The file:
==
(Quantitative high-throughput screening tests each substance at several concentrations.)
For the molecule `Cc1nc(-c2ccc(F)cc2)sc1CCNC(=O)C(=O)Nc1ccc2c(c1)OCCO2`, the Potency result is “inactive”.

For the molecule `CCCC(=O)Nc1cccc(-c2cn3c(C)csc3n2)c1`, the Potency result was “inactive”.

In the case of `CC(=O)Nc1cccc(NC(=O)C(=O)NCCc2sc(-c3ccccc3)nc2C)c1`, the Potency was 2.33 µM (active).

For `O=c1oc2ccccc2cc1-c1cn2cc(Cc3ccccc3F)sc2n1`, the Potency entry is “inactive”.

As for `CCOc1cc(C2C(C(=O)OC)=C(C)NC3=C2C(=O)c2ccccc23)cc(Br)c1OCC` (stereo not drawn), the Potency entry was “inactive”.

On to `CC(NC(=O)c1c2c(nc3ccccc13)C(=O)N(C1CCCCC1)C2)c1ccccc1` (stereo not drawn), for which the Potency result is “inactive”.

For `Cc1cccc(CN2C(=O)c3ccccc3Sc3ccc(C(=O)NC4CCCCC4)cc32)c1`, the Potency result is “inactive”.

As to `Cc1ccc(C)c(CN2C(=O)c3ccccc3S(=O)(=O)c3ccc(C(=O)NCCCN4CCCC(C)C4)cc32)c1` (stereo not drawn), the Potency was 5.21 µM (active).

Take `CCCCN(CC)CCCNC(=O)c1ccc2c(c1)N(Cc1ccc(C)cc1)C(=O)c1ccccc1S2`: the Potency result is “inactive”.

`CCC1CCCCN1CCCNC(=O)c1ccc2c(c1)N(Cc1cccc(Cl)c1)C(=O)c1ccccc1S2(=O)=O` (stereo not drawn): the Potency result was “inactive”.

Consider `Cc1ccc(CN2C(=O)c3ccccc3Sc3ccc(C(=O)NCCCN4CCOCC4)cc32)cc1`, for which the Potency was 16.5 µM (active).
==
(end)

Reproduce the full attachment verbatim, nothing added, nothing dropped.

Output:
(Quantitative high-throughput screening tests each substance at several concentrations.)
For the molecule `Cc1nc(-c2ccc(F)cc2)sc1CCNC(=O)C(=O)Nc1ccc2c(c1)OCCO2`, the Potency result is “inactive”.

For the molecule `CCCC(=O)Nc1cccc(-c2cn3c(C)csc3n2)c1`, the Potency result was “inactive”.

In the case of `CC(=O)Nc1cccc(NC(=O)C(=O)NCCc2sc(-c3ccccc3)nc2C)c1`, the Potency was 2.33 µM (active).

For `O=c1oc2ccccc2cc1-c1cn2cc(Cc3ccccc3F)sc2n1`, the Potency entry is “inactive”.

As for `CCOc1cc(C2C(C(=O)OC)=C(C)NC3=C2C(=O)c2ccccc23)cc(Br)c1OCC` (stereo not drawn), the Potency entry was “inactive”.

On to `CC(NC(=O)c1c2c(nc3ccccc13)C(=O)N(C1CCCCC1)C2)c1ccccc1` (stereo not drawn), for which the Potency result is “inactive”.

For `Cc1cccc(CN2C(=O)c3ccccc3Sc3ccc(C(=O)NC4CCCCC4)cc32)c1`, the Potency result is “inactive”.

As to `Cc1ccc(C)c(CN2C(=O)c3ccccc3S(=O)(=O)c3ccc(C(=O)NCCCN4CCCC(C)C4)cc32)c1` (stereo not drawn), the Potency was 5.21 µM (active).

Take `CCCCN(CC)CCCNC(=O)c1ccc2c(c1)N(Cc1ccc(C)cc1)C(=O)c1ccccc1S2`: the Potency result is “inactive”.

`CCC1CCCCN1CCCNC(=O)c1ccc2c(c1)N(Cc1cccc(Cl)c1)C(=O)c1ccccc1S2(=O)=O` (stereo not drawn): the Potency result was “inactive”.

Consider `Cc1ccc(CN2C(=O)c3ccccc3Sc3ccc(C(=O)NCCCN4CCOCC4)cc32)cc1`, for which the Potency was 16.5 µM (active).